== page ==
Collectible gain and loss defined
Sec. 1(h)(5)(A) provides that a collectible gain or loss means a gain or loss from the sale or exchange of a collectible that is a capital asset held for more than a year. Thus, for example, gain from the sale of a collectible held as an investment (e.g., antique furniture) for more than a year by one taxpayer could potentially qualify as a collectible gain, but the same asset owned by a dealer for sale as inventory (not a capital asset) in the ordinary course of business would be ordinary income no matter how long the dealer held the asset. (4)
Sec. 1(h)(5)(A) provides that for an asset to be a collectible for income tax purposes, it must meet the definition of a collectible provided in Sec. 408(m). Sec. 408(m) was originally enacted to prohibit speculative asset investment in collectibles within an individual retirement account (IRA). The cross-reference from Sec. 1(h)(5)(A) to Sec. 408(m) increases the complexity of the collectible definition for purposes of determining the netting process and applicable tax rate for collectible gains and losses. Sec. 408(m)(2) defines a collectible as:
* Any work of art;
* Any rug or antique;
* Any metal or gem;
* Any stamp or coin;
* Any alcoholic beverage; or
* Any other tangible personal property specified by Treasury.
Prop. Regs. Sec. 1.408-10(b) (5) expands the Sec. 408(m)(2) definition of a collectible to also include:
* Any musical instrument; and
* Any historical objects (documents, clothes, etc.). (6)
Sec. 408(m)(3) excludes certain metal coins and bullion from the definition of a collectible for purposes of the IRA provisions. However, Sec. 1(h)(5)(A) explicitly denies the Sec. 408(m)(3) exception for gold and silver coins (e.g., American Eagle coins) and bullion for income tax purposes and instead treats these coins and bullion as collectibles for purposes of computing the income tax.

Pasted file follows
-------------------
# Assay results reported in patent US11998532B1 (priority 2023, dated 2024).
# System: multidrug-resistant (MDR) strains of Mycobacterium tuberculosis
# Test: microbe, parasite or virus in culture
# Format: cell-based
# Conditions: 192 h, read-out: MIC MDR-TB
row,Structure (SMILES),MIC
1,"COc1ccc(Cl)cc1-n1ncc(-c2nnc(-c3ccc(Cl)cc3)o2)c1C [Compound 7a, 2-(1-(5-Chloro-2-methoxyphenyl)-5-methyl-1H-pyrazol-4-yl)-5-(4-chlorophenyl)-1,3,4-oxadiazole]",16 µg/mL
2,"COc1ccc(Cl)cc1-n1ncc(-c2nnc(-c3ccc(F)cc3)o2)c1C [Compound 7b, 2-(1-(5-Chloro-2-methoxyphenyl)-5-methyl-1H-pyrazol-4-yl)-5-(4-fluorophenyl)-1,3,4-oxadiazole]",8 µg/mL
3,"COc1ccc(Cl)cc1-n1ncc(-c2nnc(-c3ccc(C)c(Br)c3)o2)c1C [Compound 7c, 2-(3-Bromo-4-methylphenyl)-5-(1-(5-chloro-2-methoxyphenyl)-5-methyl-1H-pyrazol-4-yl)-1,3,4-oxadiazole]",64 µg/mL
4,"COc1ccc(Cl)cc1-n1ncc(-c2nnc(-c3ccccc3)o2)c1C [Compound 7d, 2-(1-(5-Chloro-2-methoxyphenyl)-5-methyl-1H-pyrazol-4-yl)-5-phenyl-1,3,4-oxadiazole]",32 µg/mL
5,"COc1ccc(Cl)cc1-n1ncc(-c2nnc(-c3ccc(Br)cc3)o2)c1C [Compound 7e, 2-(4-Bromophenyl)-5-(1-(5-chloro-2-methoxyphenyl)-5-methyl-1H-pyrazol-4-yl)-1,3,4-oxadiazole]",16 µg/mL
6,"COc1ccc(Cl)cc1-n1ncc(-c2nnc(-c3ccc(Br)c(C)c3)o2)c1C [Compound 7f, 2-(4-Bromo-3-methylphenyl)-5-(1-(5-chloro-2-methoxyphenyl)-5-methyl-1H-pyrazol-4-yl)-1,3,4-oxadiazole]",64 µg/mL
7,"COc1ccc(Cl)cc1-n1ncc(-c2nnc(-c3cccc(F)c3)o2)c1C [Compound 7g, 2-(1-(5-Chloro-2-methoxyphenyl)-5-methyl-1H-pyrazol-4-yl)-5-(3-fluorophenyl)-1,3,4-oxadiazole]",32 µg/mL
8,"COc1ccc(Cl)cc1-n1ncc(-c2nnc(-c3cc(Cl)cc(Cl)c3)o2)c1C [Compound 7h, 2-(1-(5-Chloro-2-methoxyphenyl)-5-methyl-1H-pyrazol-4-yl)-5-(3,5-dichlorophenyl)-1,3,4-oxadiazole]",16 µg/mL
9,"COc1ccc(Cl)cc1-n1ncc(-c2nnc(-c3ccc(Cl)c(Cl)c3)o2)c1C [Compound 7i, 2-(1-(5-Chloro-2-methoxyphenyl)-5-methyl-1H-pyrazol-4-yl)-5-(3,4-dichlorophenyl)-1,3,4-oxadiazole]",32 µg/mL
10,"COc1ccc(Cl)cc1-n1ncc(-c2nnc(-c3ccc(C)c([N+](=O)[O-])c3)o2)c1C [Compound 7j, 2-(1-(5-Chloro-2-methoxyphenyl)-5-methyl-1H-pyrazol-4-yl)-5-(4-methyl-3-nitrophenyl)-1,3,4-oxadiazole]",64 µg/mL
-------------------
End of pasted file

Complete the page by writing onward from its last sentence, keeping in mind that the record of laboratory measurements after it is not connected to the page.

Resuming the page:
While it is clear that gold and silver coins are collectibles, what about bullion-backed precious metal exchange-traded funds (precious metal ETFs)? Are they also considered collectibles? Because precious metal ETFs (e.g., gold, silver, platinum, and palladium) are physically backed by precious metals such that each precious metal ETF share represents ownership in the underlying precious metal, precious metal ETF shares are considered to be collectibles. (7) Examples of common gold ETFs include SPDR Gold Shares (GLD), iShares Gold Trust (IAU), and ETFS Physical Swiss Gold Shares (SGOL). As the spot gold price has risen from around $350 per ounce in 1997 when the TRA was passed to over $1,500 per ounce in the fall of 2019 (reaching a maximum of nearly $1,900 in 2011), some investors currently may have significant unrealized gains in gold coins, gold ETFs, and other precious metal ETFs that are exposed to the higher capital gains tax rate applicable to collectible gains. Taxpayers may be unaware that these gains are potentially subject to a higher tax rate than gains on other types of investments.